“As for ‘alarming’ shoppers – I don’t think that this particularly an issue. At the moment the majority of the developed world is experiencing an obesity epidemic and these trends are projected to continue for several years to come. Thus, if we manage to shock or alarm a few shoppers into seeing how unhealthy their shopping habits and helping them make positive changes then that would actually be a successful outcome for the project,” Cole concludes.

by Lucy Gunn

To contact our editorial team please email us at editorial@cnsmedia.com

Related Articles

Nutrition & Health News

Confusing cereals? UK consumer group calls for clearer labeling post Brexit

20 Jun 2018 --- A Which? investigation into the sugar content of “adult” breakfast cereals has unveiled high sugar levels and ignited calls for the UK Government to make traffic light labeling mandatory after Brexit, when EU laws are transferred to British law.

Nutrition & Health News

“Smarter, not sweeter”: General Mills launches high protein yogurt range – but it's not Greek

20 Jun 2018 --- General Mills has introduced YQ by Yoplait, a new yogurt made with ultra-filtered milk that delivers big on protein with an intentionally less sweet taste. With the launch of the yogurt, the company is catering to the needs of a range of health conscious consumers looking for a convenient dairy product that can be eaten alone as a snack, blended with fruit in a smoothie or added as an ingredient in many recipes.

Nutrition & Health News

Personalized nutrition: Mindful and aware consumers drive market opportunity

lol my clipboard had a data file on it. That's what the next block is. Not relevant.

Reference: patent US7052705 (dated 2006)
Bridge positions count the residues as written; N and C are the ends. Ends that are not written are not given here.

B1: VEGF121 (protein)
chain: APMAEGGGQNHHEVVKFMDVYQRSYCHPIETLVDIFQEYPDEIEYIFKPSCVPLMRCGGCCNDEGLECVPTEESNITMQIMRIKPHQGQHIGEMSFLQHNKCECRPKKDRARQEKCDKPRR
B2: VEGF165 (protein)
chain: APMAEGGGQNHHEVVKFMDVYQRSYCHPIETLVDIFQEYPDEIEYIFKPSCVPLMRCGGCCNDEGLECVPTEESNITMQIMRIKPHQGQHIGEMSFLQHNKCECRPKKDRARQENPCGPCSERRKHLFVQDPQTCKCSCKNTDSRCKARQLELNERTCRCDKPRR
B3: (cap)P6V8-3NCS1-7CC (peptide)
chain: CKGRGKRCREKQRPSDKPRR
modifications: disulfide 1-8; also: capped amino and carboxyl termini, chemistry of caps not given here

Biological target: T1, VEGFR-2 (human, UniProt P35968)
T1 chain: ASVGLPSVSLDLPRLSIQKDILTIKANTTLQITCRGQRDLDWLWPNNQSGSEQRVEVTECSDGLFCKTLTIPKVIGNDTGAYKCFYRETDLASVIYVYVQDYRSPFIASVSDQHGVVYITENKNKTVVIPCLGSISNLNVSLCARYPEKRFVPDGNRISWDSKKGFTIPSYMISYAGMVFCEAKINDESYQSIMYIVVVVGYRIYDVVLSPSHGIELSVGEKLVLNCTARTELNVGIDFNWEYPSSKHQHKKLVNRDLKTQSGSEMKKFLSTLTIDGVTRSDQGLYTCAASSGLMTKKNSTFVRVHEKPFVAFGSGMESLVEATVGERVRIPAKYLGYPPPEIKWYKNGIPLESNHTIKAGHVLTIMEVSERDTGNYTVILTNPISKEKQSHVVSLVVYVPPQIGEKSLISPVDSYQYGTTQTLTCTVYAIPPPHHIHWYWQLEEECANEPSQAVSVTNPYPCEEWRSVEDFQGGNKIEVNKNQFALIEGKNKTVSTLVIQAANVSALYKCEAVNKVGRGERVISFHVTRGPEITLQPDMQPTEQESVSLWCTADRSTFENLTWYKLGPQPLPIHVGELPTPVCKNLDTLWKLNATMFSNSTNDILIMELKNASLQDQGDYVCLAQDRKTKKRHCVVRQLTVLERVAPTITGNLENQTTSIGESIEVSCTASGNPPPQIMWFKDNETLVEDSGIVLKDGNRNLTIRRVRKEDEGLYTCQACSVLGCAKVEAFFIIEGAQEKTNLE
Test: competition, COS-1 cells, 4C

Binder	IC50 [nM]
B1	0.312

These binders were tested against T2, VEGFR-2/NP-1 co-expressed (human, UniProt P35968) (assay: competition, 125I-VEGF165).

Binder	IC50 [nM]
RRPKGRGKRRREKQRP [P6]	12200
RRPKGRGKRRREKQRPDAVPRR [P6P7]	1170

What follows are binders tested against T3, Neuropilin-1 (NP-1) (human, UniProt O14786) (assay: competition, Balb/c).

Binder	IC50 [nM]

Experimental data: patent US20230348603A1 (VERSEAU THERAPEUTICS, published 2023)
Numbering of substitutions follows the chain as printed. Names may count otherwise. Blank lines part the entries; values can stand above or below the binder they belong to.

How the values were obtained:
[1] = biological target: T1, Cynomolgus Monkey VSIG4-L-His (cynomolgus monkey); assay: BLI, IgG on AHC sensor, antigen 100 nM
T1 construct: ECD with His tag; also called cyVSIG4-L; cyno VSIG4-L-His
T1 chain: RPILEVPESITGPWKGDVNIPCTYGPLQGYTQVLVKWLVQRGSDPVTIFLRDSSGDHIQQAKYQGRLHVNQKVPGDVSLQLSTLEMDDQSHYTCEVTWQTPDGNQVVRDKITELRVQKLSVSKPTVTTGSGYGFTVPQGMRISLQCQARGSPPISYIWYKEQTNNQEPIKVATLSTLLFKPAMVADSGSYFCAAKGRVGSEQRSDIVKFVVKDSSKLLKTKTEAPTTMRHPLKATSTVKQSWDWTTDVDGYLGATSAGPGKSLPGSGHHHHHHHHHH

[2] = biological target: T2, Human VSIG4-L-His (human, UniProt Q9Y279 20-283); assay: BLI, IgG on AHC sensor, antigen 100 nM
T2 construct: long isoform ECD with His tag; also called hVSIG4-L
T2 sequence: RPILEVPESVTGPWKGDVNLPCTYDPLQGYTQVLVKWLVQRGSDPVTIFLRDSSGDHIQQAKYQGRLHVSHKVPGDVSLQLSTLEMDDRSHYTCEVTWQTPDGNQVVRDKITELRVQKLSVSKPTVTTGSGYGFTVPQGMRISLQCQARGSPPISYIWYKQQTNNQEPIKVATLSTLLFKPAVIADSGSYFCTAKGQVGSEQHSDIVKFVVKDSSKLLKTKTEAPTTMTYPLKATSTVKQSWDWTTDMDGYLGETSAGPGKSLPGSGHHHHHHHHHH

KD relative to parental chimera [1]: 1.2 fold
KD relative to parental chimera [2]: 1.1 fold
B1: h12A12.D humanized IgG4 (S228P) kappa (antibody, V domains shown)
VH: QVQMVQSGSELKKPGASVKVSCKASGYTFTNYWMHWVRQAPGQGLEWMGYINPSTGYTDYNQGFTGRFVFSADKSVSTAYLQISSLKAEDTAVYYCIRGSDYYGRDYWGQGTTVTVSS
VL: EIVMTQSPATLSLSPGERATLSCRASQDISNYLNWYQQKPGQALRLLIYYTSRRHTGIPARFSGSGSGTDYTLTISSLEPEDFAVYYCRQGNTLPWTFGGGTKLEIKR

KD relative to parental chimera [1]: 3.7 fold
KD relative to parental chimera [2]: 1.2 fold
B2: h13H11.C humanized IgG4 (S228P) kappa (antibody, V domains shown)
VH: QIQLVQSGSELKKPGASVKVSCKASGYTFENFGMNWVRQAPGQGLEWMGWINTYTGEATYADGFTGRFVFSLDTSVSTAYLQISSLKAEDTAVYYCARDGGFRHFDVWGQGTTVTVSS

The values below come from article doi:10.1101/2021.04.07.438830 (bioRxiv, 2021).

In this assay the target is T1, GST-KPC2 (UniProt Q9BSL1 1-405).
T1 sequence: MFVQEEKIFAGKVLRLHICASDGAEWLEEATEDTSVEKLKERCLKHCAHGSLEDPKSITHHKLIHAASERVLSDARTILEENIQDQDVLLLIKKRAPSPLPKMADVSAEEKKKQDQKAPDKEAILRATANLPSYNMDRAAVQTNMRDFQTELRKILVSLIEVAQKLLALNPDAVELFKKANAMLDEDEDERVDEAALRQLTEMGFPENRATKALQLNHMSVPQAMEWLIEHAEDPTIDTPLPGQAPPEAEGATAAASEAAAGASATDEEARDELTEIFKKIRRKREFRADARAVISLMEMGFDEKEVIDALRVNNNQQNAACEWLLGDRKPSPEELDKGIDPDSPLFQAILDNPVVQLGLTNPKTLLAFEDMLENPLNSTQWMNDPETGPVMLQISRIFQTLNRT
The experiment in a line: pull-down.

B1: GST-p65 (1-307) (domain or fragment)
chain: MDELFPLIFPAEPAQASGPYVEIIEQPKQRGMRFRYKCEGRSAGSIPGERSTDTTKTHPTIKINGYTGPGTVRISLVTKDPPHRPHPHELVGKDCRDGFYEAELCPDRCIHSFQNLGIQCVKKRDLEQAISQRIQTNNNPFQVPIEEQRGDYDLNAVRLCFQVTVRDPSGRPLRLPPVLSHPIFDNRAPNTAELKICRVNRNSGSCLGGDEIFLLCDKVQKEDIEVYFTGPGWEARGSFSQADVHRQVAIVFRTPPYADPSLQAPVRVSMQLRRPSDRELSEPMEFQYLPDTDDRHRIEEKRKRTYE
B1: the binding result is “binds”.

19 Jun 2018 --- Personalized nutrition has taken its place as a key industry topic, spurring the launch of a number of innovative start-ups using cutting-edge technologies to offer precise nutrition advice to consumers. This growing industry space will be the topic of discussion at the Personalized Nutrition Innovation Summit, which is taking place in San Francisco on June 26-27.

Nutrition & Health News

Saturated fat increases risk of psychopathology, study suggests

19 Jun 2018 --- Adolescent rats who consume a diet high in saturated fats are at an increased risk of psychopathology in adulthood, a study published in the journal Brain, Behavior, and Immunity has found. Moreover, the researchers from Loma Linda University in California found that the areas of the brain that handle the fear/stress response were altered to the point that subjects began exhibiting behaviors that mirror post-traumatic stress disorder (PTSD). The findings could help researchers to target mental health illness in the coming generations and express the lasting, and potentially irreversible, effects of a poor diet.

Packaging & Technology News

Raised Real: Maximizing nutrition and minimizing waste in infant nutrition

19 Jun 2018 --- Tapping into a space opened up by “millennial parents” who want nutritious food for their infants, with an environmentally-friendly seal of appeal, is Raised Real. The California start-up offers an innovative baby food meal-kit delivery solution, touting nutritionally balanced meals and an innovative freeze-cooling packaging system. Speaking to Santiago Merea, CEO and co-founder, Steven Kontz, co-founder and CFO and Benish Shah, VP of Marketing, NutritionInsight looks into how the company is minimizing food waste while maximizing nutrition and protecting the environment through packaging choices. 

More Articles
URL : http://www.nutritioninsight.com:80/news/researchers-suggest-traffic-light-till-receipts-to-improve-food-choices.html